What’s worse then a Cannibal? A “cannibal cop.”
Kathleen Cooke Mangan, reportedly turned her husband, Gilberto Valle, (a cop) into the police upon finding “weird stuff” on her husband’s computer.
List of “Weird stuff” found in cop’s computer:
- “Names, photos, dates of birth, heights, weights and bra sizes of dozens of women”
- “A detailed plan to abduct, rape, kill, cook and eat these women”
- An email thread where he negotiated the price of kidnapping a woman for a co-conspirator. His terms: “Full payment due at delivery.”
- According to Huffington Post, his cooking technique described a torture by cooking method where he would cook a woman “over a low heat, [keeping] her alive as long as possible.”
The cop’s attorney defended him, claiming, “he was guilty only of a deviant fantasy.”
What crimes can he be accused of?
If the allegations against Gilberto are true, he will probably be accused of conspiracy to kidnap and conspiracy to murder.
What is Conspiracy?
A conspiracy is “an agreement between two or more persons with the specific intent to enter into the agreement and to achieve the objective of the agreement.” Moreover, a conspiracy requires a meeting of guilty minds. Most states also require a slight overt act in furtherance of the agreement. One can be guilty of conspiracy without even committing the target crime. The conspiracy is complete as soon as the agreement is made and an act in furtherance is performed. So as long as Gilberto agreed to kidnap and murder these women, a conspiracy charge is valid.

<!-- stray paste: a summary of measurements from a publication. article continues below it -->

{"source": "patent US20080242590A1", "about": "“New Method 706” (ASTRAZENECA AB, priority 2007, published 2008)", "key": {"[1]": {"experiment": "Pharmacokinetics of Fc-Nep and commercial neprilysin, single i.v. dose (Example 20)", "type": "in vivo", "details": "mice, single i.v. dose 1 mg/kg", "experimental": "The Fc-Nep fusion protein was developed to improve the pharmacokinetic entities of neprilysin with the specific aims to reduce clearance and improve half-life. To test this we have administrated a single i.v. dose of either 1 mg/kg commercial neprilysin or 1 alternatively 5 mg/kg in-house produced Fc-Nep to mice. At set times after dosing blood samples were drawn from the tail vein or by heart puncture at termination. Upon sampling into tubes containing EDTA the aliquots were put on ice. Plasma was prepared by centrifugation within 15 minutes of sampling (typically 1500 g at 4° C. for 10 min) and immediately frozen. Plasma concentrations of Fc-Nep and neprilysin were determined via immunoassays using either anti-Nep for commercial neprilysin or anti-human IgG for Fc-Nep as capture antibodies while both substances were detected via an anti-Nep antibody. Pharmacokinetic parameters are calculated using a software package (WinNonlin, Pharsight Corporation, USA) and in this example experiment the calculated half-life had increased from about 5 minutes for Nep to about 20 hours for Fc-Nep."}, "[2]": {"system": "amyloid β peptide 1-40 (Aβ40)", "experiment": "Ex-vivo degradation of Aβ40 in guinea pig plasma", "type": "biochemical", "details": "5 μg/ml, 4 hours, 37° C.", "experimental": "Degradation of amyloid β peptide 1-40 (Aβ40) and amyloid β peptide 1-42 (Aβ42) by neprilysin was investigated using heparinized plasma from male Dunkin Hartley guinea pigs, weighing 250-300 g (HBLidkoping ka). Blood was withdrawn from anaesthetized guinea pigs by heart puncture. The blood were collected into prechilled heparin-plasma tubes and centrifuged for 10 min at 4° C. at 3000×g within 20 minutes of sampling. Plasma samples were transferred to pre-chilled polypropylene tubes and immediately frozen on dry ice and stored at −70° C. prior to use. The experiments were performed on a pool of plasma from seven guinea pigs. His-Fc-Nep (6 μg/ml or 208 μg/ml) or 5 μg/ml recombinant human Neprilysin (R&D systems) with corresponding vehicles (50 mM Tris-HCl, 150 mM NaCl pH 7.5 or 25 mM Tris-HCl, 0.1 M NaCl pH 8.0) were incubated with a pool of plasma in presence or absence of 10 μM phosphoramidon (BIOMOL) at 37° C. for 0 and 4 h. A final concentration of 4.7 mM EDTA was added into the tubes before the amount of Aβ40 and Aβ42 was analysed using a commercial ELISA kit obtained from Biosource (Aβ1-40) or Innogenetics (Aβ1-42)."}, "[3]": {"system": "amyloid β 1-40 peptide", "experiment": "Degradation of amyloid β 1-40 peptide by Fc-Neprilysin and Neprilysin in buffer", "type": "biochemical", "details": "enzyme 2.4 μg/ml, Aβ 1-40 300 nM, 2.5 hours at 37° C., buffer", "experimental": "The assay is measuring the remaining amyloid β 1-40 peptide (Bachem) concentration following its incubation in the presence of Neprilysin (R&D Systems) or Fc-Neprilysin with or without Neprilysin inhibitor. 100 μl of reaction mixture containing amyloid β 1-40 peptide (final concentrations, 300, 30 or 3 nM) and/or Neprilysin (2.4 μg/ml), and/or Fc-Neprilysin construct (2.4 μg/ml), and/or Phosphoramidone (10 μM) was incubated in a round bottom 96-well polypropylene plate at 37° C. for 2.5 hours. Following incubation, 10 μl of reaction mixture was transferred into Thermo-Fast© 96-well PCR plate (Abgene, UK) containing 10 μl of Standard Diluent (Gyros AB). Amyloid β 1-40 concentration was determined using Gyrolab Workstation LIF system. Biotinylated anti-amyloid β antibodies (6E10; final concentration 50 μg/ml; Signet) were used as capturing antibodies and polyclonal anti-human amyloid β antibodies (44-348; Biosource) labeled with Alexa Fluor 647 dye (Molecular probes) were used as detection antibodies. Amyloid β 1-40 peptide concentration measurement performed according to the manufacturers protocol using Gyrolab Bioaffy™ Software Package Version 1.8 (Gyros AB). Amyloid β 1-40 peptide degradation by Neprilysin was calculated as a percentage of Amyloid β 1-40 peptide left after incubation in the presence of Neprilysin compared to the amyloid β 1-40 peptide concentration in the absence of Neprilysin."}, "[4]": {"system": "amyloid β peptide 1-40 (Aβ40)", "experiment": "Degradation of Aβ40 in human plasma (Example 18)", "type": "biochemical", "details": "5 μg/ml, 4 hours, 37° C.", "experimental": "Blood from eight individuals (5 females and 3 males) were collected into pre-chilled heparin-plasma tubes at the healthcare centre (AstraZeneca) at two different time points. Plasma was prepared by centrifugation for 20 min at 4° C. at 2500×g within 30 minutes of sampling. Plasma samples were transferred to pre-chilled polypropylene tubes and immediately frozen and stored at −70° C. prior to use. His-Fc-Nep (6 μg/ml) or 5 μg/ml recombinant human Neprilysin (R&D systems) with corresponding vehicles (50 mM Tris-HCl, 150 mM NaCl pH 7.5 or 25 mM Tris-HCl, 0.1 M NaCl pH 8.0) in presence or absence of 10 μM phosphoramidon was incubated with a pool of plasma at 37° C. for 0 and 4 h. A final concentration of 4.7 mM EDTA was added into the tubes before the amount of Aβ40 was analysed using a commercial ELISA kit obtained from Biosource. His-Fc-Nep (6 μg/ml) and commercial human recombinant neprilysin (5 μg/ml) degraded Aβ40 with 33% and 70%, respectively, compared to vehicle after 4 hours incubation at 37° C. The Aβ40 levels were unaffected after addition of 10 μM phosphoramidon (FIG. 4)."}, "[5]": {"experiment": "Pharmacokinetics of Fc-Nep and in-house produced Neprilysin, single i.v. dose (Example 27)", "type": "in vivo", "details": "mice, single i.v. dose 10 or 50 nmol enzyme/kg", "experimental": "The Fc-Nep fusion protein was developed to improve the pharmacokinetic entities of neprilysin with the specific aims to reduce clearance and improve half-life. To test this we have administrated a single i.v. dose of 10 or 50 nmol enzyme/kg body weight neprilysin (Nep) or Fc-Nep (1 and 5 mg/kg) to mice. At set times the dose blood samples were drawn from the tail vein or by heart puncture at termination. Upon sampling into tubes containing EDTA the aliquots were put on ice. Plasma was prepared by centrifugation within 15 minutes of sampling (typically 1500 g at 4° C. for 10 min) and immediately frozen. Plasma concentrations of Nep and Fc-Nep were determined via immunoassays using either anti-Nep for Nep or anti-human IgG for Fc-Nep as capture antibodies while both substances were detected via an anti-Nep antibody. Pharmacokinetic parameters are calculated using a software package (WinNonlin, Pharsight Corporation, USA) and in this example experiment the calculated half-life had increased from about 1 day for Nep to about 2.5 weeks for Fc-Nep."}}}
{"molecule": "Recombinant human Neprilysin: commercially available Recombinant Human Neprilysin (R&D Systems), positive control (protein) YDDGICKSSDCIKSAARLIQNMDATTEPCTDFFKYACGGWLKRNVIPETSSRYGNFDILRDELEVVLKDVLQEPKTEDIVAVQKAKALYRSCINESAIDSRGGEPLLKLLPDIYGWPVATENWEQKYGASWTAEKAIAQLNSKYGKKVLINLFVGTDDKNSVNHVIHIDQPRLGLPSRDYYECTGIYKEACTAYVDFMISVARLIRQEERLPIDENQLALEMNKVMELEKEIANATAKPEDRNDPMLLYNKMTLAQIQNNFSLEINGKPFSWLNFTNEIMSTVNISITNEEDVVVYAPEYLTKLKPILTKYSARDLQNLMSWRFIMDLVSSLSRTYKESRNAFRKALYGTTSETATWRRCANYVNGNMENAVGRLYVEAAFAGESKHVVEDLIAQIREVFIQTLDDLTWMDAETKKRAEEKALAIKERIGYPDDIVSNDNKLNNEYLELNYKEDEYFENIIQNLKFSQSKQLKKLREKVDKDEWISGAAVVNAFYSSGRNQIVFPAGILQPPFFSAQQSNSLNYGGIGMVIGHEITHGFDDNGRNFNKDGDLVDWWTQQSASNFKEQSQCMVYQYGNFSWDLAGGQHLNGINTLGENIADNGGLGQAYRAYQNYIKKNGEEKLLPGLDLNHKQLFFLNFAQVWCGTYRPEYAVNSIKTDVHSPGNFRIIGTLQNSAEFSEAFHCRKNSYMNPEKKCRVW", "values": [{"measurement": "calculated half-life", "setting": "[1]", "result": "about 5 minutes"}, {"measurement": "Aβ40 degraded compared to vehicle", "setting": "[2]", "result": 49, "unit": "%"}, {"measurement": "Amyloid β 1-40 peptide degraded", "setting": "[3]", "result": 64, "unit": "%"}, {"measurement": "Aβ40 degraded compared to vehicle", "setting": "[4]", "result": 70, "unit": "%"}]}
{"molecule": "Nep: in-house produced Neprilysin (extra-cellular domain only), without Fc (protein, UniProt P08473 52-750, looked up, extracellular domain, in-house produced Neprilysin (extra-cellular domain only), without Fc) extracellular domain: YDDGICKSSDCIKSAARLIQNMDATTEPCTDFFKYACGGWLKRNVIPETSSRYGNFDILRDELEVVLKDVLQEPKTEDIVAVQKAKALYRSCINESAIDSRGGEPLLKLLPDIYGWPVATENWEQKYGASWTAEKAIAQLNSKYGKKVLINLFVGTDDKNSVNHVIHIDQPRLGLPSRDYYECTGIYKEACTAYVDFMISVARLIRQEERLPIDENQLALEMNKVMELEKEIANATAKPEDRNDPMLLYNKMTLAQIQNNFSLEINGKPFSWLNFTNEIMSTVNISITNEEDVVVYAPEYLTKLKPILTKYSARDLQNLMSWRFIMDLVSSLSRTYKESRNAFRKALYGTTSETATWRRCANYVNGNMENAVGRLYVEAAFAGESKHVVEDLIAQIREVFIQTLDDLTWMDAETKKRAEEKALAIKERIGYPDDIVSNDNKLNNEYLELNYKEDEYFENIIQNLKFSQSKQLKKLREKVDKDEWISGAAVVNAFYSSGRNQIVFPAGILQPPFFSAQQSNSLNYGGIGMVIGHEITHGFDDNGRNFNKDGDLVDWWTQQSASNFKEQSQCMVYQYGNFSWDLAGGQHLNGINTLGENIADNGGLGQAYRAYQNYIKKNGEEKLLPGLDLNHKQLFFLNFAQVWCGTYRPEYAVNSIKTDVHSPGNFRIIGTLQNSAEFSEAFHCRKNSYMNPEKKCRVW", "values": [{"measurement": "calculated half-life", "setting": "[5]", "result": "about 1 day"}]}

Bankruptcy – Business
Bankruptcy – Personal
Criminal Law – Appellate
Criminal Law – Federal
Criminal Law – State Felony & Misdemeanor
Drunk Driving Defense
Dumb or Weird Laws
2012 Meningitis Outbreak
Biomet Hip Replacement
Smith & Nephew Hip Replacement
Stryker Hip Replacement
Wright Hip Replacement
Intellectual Property Law
Labor & Employment Law
Landlord Tenant Law
Personal Injury – Defendant
Personal Injury – Plaintiff
Social Security Disability